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A New Kinda Satellite State
September 30, 2012 6:41 PM   Subscribe

The satellite man is typically young, with an entrepreneur’s zeal and a sense of adventure, often from the mercantile district of South Tehran, trained by colleagues in the black-market niche of satellite TV installation...
posted by Chipmazing (11 comments total) 9 users marked this as a favorite

 
Love this article. The tenacity of the true telly watcher.
posted by Isadorady at 7:17 PM on September 30, 2012


Love the photo caption:

Bottom: Iranian special forces destroy a satellite television receiver.
posted by KokuRyu at 7:23 PM on September 30, 2012


Dear friends of ours just spent the last two or three years living in Tehran, and they really liked it, and can't wait to go back for another extended stay. It's definitely on my list of places to visit.
posted by KokuRyu at 7:24 PM on September 30, 2012


I'm only halfway through, but this jumped out at me:
London’s BBC Persian Television or temporary channels set up by opposition movements. A particular favorite is Parazit, a satirical news program in the style of The Daily Show, broadcast by Voice of America in Washington, D.C.
I love the fact that the US government is producing a television show critical of the Iranian government, in part for those who are up against police literally using grappling hooks to scale buildings and destroy satellite receivers.
posted by Marisa Stole the Precious Thing at 7:25 PM on September 30, 2012 [1 favorite]


Tehran’s recent mayors have added nearly 3,000 acres of parks, plazas and green belts, and the city now has 1,800 parks serving a population of 9 million, a ratio roughly comparable to New York City.

My friends mentioned that one of the things that impressed them about Tehran is the amount of green space, parks, and gardens.
posted by KokuRyu at 7:29 PM on September 30, 2012


Central Services doesn't take kindly to sabotage.
posted by 2N2222 at 10:17 PM on September 30, 2012 [1 favorite]


I found this interesting:

"Only 12 percent of city dwellers go to mosques by choice, and so these same groups work in parallel to fulfill attendance quotas by bussing in rural civil servants to join true believers for Friday prayers, passion plays and other state-sanctioned activities. "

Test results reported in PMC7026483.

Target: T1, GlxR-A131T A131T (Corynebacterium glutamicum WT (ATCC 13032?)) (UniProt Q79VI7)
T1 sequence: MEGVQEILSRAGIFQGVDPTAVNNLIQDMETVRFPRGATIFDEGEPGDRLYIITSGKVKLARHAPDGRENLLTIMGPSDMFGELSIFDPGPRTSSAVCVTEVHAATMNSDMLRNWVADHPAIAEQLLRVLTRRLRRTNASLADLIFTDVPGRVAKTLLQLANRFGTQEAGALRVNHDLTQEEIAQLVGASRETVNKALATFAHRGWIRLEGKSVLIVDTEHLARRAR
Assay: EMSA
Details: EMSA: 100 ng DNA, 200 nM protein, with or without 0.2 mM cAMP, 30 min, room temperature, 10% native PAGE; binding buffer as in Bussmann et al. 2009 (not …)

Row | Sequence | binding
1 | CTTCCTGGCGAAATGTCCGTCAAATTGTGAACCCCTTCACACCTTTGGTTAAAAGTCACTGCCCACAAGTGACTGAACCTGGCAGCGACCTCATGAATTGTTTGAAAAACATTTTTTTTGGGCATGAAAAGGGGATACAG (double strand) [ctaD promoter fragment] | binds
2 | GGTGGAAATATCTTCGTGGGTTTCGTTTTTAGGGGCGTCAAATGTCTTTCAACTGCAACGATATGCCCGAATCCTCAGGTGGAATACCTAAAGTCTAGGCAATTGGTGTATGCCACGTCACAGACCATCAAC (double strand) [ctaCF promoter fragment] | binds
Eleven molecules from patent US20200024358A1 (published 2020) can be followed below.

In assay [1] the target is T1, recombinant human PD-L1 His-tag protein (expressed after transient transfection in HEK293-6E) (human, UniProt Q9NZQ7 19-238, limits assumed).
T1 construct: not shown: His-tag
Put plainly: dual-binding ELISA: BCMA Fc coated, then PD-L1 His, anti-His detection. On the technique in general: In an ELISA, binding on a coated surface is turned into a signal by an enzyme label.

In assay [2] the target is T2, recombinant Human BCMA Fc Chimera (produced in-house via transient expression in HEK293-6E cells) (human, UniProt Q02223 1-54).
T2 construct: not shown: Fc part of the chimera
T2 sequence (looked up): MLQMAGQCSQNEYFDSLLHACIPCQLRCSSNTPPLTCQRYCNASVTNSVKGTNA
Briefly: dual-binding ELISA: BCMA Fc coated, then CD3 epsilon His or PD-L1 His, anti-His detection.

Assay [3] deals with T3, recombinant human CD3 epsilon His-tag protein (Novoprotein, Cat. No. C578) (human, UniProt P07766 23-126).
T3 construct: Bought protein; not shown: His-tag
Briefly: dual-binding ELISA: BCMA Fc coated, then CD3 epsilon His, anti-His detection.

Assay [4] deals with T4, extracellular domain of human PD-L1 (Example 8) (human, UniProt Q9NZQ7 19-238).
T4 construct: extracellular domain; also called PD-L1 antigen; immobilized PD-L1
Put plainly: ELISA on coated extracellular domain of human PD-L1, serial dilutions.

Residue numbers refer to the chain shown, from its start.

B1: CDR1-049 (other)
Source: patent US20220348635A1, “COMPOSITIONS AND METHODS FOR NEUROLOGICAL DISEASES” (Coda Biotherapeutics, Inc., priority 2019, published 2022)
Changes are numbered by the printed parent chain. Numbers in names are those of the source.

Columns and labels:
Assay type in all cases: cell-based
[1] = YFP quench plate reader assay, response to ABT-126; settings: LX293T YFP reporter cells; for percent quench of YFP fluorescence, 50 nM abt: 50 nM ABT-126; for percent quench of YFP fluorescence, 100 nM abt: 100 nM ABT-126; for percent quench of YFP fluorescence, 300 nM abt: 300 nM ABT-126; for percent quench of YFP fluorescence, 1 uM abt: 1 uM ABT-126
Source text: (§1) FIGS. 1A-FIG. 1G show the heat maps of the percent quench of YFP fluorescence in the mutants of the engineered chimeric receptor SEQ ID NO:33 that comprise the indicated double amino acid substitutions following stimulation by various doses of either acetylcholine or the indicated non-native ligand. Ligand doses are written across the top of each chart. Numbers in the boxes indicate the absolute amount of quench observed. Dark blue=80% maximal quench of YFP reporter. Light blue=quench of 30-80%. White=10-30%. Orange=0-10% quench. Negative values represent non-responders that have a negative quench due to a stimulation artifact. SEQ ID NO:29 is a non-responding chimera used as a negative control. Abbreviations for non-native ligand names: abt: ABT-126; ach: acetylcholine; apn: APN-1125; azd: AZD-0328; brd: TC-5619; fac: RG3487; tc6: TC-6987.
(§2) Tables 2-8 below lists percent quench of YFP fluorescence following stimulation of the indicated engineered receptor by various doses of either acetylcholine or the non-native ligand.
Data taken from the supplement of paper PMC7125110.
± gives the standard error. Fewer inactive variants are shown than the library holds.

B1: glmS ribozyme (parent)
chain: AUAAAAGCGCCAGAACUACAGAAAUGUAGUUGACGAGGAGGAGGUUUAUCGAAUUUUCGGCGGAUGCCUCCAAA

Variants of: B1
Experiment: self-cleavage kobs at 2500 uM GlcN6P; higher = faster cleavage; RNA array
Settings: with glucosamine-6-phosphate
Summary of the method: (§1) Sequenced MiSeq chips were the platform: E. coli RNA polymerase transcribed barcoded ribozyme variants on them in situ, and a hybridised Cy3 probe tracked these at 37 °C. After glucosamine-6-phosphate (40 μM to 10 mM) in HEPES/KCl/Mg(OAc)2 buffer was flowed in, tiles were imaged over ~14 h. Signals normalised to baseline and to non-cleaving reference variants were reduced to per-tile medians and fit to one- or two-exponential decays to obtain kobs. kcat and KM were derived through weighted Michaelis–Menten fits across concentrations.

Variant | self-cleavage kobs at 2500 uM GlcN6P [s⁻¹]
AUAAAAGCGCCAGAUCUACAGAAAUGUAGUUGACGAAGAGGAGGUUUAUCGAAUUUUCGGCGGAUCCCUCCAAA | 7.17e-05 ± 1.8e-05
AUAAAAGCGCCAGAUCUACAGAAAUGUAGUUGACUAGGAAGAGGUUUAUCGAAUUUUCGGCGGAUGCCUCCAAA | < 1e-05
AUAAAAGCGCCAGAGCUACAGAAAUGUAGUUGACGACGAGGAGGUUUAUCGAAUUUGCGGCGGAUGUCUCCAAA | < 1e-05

Wikipedia (via these guys) puts US church attendance at 43% (and Canada is at 20%).
posted by el io at 11:11 PM on September 30, 2012 [1 favorite]


The south of Tehran is great to wander around, as mentioned there's a ton of parks, the old palaces which are worth an explore, the bazaar and attendant cafes and eateries, we stayed off Amir Kabir in the "mechanics" district where cars in various states of dis-assembly are double parked while lads argue over the sound of gunning engines amidst stacks of tires (MeMail for a hotel recommendation!). Especially good fun is finding the museum housed in a bank vault under the central bank containing the old Iranian state jewels then wandering up to the British Embassy on "BabiSandz St" then getting photos of the murals denouncing America - locals will show you the way! The metro makes it easy to get around if you want. Iranians are incredibly friendly and helpful, you could spend ages drifting around Iran.
posted by nfg at 3:14 AM on October 1, 2012




I have satellite tv here in the USA, and I must subscribe to a service and pay money to get a signal. How does it work in Tehran? The article makes it seems as though they just point a dish toward a satellite and receive a signal. Could I be doing that at home?
posted by Hobgoblin at 10:04 AM on October 1, 2012


The article makes it seems as though they just point a dish toward a satellite and receive a signal. Could I be doing that at home?

Yes! You can receive FTA ("Free to Air") satellite broadcasts. You cannot receive most encrypted satellite broadcasts such as are provided by DirecTV. They have really, really cracked down on the cracking in the US.
posted by nTeleKy at 2:32 PM on October 1, 2012


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